It is important for veterans to file for secondary conditions at the same time that they file for primary conditions for several reasons. First, it is likely that the evidence in support of the primary condition will also pertain to the secondary conditions. This allows VA to clearly see that the two conditions are related to one another and should therefore be granted benefits together. Second, the effective date for the secondary service-connected conditions may match that of the already service-connected condition, again resulting in a larger retroactive award.
Detailing all the veteran’s secondary conditions, or residuals of their primary condition, can be vital in receiving benefits for secondary conditions later. If a veteran does not outline their secondary conditions, VA may only grant service connection for the primary condition and overlook the evidence linking the secondary conditions to the primary condition because they were not detailed, or not detailed thoroughly, in the original claim.
Explaining to VA, clearly, what conditions were caused by an already service-connected condition, or a primary condition that the veteran is seeking service connection for, can help outline the veteran’s eligibility for secondary service connection disability benefits.
Mistake #4: Failing to Obtain a Medical Opinion
VA will often deny veterans’ claims based on a lack of medical evidence linking their conditions to their time in service. As such, a medical opinion from an expert or a nexus letter from a private healthcare provider can make a big difference. A nexus letter is a document prepared for a veteran by a medical professional that explicitly connects an in-service event to the current condition for which a veteran is seeking service-connected compensation.
Veterans often make the mistake of relying on Compensation & Pension (C&P) examinations alone, which may not adequately represent the true nature or extent of their disabilities. Expert opinions and nexus letters may be helpful in this case, as they may provide a clearer picture of the veteran’s symptoms or counter the VA examiner’s findings. The veteran’s physician, or a medical provider, can provide a nexus letter. Accredited representatives, or attorneys, may also be able to obtain an expert medical opinion to serve as the nexus letter.
A strong nexus letter should:
- Be written by a licensed professional in the appropriate medical or clinical field;
- Be based on the veteran’s service medical and personnel records;
- Be based on the veteran’s medical history before, and following, service;
- Address whether it is “at least as likely as not” that the veteran’s disability was incurred in or caused by service; and
- Provide supporting rationale for the conclusion, or in other words, the medical professional “shows their work” by elaborating on how they reached their determination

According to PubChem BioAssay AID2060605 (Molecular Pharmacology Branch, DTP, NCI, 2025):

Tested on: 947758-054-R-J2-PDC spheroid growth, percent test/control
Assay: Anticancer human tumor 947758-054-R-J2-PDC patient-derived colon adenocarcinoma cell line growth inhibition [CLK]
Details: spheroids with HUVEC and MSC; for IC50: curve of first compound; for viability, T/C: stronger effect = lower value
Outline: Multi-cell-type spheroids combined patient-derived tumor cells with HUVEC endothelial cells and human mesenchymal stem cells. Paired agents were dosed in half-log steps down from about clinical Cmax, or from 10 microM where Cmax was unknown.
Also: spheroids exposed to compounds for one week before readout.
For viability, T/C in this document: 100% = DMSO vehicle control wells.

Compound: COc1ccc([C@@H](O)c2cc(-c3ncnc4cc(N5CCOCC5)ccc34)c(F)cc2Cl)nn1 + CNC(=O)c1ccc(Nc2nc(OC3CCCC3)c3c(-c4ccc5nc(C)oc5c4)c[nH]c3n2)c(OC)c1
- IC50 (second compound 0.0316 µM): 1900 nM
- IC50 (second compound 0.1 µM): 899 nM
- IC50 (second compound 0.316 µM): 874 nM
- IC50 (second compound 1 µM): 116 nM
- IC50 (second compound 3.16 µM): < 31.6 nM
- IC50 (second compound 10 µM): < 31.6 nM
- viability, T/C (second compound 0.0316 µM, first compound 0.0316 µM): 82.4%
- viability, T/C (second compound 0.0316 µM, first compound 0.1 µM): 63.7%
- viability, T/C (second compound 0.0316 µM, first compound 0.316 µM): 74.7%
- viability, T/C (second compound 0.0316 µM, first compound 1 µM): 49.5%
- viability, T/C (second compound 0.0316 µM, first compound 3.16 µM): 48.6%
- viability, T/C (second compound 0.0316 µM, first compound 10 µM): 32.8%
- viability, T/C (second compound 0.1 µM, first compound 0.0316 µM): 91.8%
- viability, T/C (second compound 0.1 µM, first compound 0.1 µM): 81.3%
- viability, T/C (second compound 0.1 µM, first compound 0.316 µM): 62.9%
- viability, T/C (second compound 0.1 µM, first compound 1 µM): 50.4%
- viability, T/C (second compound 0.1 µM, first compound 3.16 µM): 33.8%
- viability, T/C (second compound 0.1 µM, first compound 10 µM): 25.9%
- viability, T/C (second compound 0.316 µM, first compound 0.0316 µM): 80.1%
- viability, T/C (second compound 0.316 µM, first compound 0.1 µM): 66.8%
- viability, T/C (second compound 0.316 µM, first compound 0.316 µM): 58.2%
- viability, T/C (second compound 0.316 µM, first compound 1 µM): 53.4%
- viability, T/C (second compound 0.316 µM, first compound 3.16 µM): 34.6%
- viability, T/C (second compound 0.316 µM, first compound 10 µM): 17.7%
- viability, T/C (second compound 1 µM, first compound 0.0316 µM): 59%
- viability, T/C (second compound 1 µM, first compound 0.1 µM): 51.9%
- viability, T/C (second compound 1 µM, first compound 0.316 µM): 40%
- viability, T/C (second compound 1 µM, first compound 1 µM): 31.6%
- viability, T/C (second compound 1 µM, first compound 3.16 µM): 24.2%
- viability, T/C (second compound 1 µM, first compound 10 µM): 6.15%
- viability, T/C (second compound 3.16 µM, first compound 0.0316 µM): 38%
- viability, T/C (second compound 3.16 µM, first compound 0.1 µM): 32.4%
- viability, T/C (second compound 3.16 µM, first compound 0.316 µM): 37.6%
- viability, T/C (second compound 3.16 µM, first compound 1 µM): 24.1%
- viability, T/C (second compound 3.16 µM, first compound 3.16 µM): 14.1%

Veterans may also fill out, or have their treating physician fill out, a Disability Benefits Questionnaire (DBQ). These are forms created for the veterans’ use in the evaluation process for VA disability benefits. The forms allow the veteran, or their healthcare provider, to answer questions about aspects of their disability, including symptoms, severity, possible cause, and relation to other disabilities.
Mistake #5: Submitting Evidence That is Not Relevant to the Claimed Condition
When filing for VA benefits, veterans may be tempted to send all their service and medical records to VA. In doing so, veterans might send too much paperwork, making it difficult for VA to locate the pertinent evidence that is most relevant to the claimed condition.
In submitting records to VA, the veteran should be certain that the records are pertinent to the conditions for which they are seeking service connection. Submitting extraneous medical information regarding non-service-connected claims could weaken the veteran’s case or prolong a decision from VA.
It is important to include evidence with VA disability claims, but veterans must make sure the evidence is necessary to get benefits. Otherwise, it will likely cause undue delays and VA rating authorities might overlook what is actually important.
Mistake #6: Not Understanding How VA Grants Disability Benefits
Many veterans are unaware of how the VA disability claims process actually works. While it does involve filling out forms and waiting for benefits, it can be much more complicated than that.
VA only awards service-connected compensation when (1) you have a current, diagnosed condition; (2) you experienced an in-service event, injury, or illness; and (3) you provide a medical nexus linking your current, diagnosed condition to the in-service event. It can be difficult to establish all three elements of service connection. Nonetheless, it is important for veterans to know what VA is looking for when adjudicating their claims for disability benefits.
Veterans may be frustrated that their service records indicate an in-service event, yet they are not receiving benefits. However, the condition must be current for a veteran to receive benefits, which means that a diagnosis is generally necessary.